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Puffer

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Everything posted by Puffer

  1. I suppose that is true if you consider the angle of your feet!
  2. Depending upon the degree of gloss, I can only suggest a suitable oil-based paint might cover the scratches. You could try a black spirit marker if you just want to eliminate the light-coloured marks. Either way, I doubt that much of the damage would remain obvious. Going back to your recent comments about closed-toe mules, my eldest stepson's wife was wearing these Jimmy Choos today as she set off for a friend's wedding. I think she wore them for her own wedding in February - but, if so, they were totally hidden under her long dress - which rather defeated the object! A very thin 4" heel and a sharp toe. Elegant, although I think an open toe and/or a thin slingback would be better (and she is a regular sandal wearer). She is neither a wealthy woman nor a spendthrift fashionista and I can't help thinking that the money apparently spent (at least £600 in the UK!) could have been put to better use, including to buy several pairs of stylish shoes and sandals of good quality.
  3. I agree on all counts. A very nice-looking open-toed court shoe. In the press, or in catalogues/websites, I think that is how it would be described (i.e. NOT as a sandal), but the all-embracing term 'shoe' seems to be (mis)used for almost anything these days that is not clearly a boot. There is certainly a thin dividing line between shoes and sandals, with heels irrelevant.
  4. If the vamp of a closed-toe mule (effectively a court/pump with the back removed!) is not perforated or otherwise fails to expose the foot/toes, it can hardly be a sandal by either your reckoning or mine. Our views differ only to the extent that you consider an open toe to be essential on a sandal (if that is still your position); I don't.
  5. They would all appear to be sandals by Melrose's definition or by my wider one. I'm surprised you have to ask. Some people might regard your second pair as peep-toe shoes, given that they are not very 'open', but in my view they are a variety of sandal. But this is where it starts to get interesting - or difficult: Clearly a slingback shoe (court/pump): Clearly a peeptoe shoe (court/pump): But put the two components together and you have what most would call a sandal:
  6. Yes, you are certainly entitled to your opinion and I tend to agree that a 'sandal' ought to show toes - and properly too. But as, by definition, a sandal would generally be considered as nothing more than a light shoe with piercings or openings (not necessarily revealing toes or heel), I don't think you can be right. Below are examples of closed-toe sandals. That on the left is a man's 'fisherman' style; OK for walking but hardly attractive imho; not one I would wear. On the right are the sort of traditional children's sandals that are still (just about) seen in the UK. Well, I suppose that one might just catch a glimpse of toe-upper in some of these but I rest my case. And I now suppose that we need to consider the status of mules and slides. In my book, a mule is well-recognised historically as any item of backless footwear, but if also open at the front it will (also) be a sandal. A slide (which seems to be a newish and superfluous term) is seemingly an open-toed mule, usually but not always with a single strap - so is also a sandal. And a flip-flop (or thong, to some) is a slide that has a toe post. So, I wonder what we should call these 'sandals' (which I have heard described as 'toe-wrap'):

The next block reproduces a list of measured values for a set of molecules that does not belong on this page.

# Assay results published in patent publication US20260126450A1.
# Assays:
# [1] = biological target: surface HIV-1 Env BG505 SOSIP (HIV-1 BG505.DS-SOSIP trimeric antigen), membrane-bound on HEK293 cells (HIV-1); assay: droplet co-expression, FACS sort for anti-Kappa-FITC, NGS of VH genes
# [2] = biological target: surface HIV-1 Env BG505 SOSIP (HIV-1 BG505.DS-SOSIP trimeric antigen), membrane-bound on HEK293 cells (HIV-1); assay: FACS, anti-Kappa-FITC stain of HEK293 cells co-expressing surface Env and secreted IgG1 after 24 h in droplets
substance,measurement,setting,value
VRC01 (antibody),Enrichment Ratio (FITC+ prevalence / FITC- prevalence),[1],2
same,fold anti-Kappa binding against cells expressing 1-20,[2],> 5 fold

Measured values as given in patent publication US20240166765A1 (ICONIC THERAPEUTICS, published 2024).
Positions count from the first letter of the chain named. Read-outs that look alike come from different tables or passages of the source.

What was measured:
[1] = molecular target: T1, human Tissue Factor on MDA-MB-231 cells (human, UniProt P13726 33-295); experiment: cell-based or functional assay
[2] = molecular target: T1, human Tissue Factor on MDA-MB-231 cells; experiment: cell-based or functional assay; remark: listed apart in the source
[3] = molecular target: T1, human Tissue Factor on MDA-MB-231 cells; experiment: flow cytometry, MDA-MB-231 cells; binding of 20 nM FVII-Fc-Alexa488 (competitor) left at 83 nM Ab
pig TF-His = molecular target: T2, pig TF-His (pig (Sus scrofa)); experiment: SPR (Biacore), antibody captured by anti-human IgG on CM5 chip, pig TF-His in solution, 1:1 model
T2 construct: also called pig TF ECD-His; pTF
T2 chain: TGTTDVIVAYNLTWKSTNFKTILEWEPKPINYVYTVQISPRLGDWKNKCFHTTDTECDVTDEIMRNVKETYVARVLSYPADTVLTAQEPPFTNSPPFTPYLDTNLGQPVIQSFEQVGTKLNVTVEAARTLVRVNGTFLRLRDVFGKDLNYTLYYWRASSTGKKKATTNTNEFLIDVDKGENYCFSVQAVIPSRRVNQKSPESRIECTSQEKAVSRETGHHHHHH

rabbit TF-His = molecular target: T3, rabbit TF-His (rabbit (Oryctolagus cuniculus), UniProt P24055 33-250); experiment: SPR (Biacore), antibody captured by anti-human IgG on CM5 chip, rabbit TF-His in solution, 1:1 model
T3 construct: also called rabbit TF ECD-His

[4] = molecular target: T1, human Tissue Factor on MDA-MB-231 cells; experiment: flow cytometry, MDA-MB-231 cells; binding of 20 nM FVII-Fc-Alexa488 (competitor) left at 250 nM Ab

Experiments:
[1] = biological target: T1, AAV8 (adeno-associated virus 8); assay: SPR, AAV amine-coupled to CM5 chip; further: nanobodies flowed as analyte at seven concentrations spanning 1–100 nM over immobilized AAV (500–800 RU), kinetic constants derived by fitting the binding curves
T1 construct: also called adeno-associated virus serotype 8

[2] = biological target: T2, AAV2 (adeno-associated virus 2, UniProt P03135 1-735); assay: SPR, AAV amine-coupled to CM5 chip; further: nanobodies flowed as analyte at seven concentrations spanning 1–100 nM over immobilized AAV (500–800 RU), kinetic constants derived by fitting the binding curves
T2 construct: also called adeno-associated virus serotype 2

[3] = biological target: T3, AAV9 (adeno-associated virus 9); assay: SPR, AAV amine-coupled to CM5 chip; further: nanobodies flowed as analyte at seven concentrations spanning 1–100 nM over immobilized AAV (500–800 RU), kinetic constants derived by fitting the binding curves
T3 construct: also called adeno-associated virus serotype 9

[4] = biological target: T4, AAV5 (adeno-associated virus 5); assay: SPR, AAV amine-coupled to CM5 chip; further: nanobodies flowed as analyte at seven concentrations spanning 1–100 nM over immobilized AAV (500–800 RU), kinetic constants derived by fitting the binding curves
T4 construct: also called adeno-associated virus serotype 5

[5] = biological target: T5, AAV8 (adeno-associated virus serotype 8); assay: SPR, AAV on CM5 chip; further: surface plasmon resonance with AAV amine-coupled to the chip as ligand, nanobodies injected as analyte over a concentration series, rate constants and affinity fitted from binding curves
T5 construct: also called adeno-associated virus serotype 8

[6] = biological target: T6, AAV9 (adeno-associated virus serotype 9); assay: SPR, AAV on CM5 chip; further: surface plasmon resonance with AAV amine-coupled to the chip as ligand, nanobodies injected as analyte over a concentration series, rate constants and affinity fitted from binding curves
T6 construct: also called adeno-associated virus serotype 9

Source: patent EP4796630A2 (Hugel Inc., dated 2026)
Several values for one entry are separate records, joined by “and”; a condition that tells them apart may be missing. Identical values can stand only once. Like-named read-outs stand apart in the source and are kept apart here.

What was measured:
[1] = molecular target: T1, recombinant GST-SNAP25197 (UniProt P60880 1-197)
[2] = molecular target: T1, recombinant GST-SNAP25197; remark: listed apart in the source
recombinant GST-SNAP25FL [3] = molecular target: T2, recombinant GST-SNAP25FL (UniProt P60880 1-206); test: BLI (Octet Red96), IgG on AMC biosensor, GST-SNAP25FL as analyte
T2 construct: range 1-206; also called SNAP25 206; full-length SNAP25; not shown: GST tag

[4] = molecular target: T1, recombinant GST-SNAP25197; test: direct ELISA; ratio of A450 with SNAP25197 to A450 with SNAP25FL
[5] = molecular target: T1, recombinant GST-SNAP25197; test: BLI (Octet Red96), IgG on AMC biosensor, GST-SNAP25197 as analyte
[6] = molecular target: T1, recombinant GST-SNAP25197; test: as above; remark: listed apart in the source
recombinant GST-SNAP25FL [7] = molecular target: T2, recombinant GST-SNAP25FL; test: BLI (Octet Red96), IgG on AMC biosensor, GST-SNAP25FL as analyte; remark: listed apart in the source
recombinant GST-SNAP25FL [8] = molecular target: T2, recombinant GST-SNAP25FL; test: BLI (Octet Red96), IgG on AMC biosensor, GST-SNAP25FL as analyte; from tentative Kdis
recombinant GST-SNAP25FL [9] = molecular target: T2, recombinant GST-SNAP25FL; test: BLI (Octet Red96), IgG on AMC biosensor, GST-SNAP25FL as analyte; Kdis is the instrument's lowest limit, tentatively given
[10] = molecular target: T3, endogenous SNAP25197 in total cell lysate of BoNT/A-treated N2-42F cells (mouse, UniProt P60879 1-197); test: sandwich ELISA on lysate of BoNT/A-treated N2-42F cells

7. I was surprised to note from my credentials that I joined in 2004. Seems like only yesterday; perhaps I was dozing - maybe I'm Rip Van Winklepicker?
  8. At least the lovely Nicola (!) is usually in decent heels! (SNP = Stilettos; no platforms)
  9. I too have often wondered why there was not a 'new sandals' thread. The problem might well be definition - here we go again!! What is a sandal, as compared with a shoe? Open toe/open side shoes are not sandals, but add an open back or sling back and they almost certainly become sandals, at least in common parlance. It's no good looking at newspapers or fashion magazines. There is no consistency in terminology at all, with many obviously sandal styles being described as shoes. I'm not looking for a debate here - but on the other hand ...
  10. You would have to be blessed with green toes, rather than fingers, surely?
  11. There does seem to be a growing trend for women to go barefoot in closed shoes and boots as well as in sandals. It would seem that, in the UK at least, sales of stockings are negligible (outside glamour wear) and those of tights (pantyhose) declining other than for some formal occasions. All part of the shift towards casual - often sloppy - dressing. In my view, sandals should be worn barefoot, by both sexes. I enjoy sandals when the weather allows, the briefer and barer the better. And open-toe shoes barefoot on women. I have also seen a trend for men to go barefoot in 'normal' shoes - typically loafers but also sometimes plain lace-ups; a look I find hard to acknowledge as either flattering or comfortable.
  12. Enjoy your trip - but I hope not literally! And please let us see a pic of your outfit when you tell us how it went. You might want to wear the boots tomorrow if you go out to vote - you will be in good company with an assortment of strangely-dressed individuals (quite apart from the candidates)!